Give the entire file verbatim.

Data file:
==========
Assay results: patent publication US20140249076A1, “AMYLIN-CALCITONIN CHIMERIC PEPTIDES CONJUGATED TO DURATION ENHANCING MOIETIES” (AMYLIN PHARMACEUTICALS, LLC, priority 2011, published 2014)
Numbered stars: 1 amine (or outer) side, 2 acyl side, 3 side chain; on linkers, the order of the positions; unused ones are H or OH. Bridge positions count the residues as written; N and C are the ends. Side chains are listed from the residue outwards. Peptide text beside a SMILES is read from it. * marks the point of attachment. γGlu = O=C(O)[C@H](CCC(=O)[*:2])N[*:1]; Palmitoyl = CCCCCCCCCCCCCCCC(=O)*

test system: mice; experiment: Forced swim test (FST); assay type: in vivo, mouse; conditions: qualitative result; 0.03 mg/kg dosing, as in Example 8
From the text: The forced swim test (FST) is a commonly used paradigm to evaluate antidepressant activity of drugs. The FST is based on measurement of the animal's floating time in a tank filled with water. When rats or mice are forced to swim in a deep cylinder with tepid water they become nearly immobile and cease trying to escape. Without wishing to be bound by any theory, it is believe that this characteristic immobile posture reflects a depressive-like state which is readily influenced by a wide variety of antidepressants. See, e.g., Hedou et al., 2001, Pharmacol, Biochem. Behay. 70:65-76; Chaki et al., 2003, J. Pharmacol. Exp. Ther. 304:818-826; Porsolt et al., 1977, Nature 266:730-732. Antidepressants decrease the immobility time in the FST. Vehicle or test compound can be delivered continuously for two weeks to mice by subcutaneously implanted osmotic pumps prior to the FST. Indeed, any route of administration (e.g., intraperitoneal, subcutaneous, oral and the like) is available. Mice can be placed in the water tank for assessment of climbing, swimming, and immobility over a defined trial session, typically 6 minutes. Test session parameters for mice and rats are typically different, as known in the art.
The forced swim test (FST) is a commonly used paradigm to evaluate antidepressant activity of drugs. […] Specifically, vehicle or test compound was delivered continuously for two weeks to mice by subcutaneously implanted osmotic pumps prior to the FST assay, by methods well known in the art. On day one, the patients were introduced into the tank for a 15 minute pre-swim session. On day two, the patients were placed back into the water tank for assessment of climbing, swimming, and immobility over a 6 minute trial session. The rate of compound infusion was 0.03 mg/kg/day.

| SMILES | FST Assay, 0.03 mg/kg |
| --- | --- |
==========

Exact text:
Assay results: patent publication US20140249076A1, “AMYLIN-CALCITONIN CHIMERIC PEPTIDES CONJUGATED TO DURATION ENHANCING MOIETIES” (AMYLIN PHARMACEUTICALS, LLC, priority 2011, published 2014)
Numbered stars: 1 amine (or outer) side, 2 acyl side, 3 side chain; on linkers, the order of the positions; unused ones are H or OH. Bridge positions count the residues as written; N and C are the ends. Side chains are listed from the residue outwards. Peptide text beside a SMILES is read from it. * marks the point of attachment. γGlu = O=C(O)[C@H](CCC(=O)[*:2])N[*:1]; Palmitoyl = CCCCCCCCCCCCCCCC(=O)*

test system: mice; experiment: Forced swim test (FST); assay type: in vivo, mouse; conditions: qualitative result; 0.03 mg/kg dosing, as in Example 8
From the text: The forced swim test (FST) is a commonly used paradigm to evaluate antidepressant activity of drugs. The FST is based on measurement of the animal's floating time in a tank filled with water. When rats or mice are forced to swim in a deep cylinder with tepid water they become nearly immobile and cease trying to escape. Without wishing to be bound by any theory, it is believe that this characteristic immobile posture reflects a depressive-like state which is readily influenced by a wide variety of antidepressants. See, e.g., Hedou et al., 2001, Pharmacol, Biochem. Behay. 70:65-76; Chaki et al., 2003, J. Pharmacol. Exp. Ther. 304:818-826; Porsolt et al., 1977, Nature 266:730-732. Antidepressants decrease the immobility time in the FST. Vehicle or test compound can be delivered continuously for two weeks to mice by subcutaneously implanted osmotic pumps prior to the FST. Indeed, any route of administration (e.g., intraperitoneal, subcutaneous, oral and the like) is available. Mice can be placed in the water tank for assessment of climbing, swimming, and immobility over a defined trial session, typically 6 minutes. Test session parameters for mice and rats are typically different, as known in the art.
The forced swim test (FST) is a commonly used paradigm to evaluate antidepressant activity of drugs. […] Specifically, vehicle or test compound was delivered continuously for two weeks to mice by subcutaneously implanted osmotic pumps prior to the FST assay, by methods well known in the art. On day one, the patients were introduced into the tank for a 15 minute pre-swim session. On day two, the patients were placed back into the water tank for assessment of climbing, swimming, and immobility over a 6 minute trial session. The rate of compound infusion was 0.03 mg/kg/day.

| SMILES | FST Assay, 0.03 mg/kg |
| --- | --- |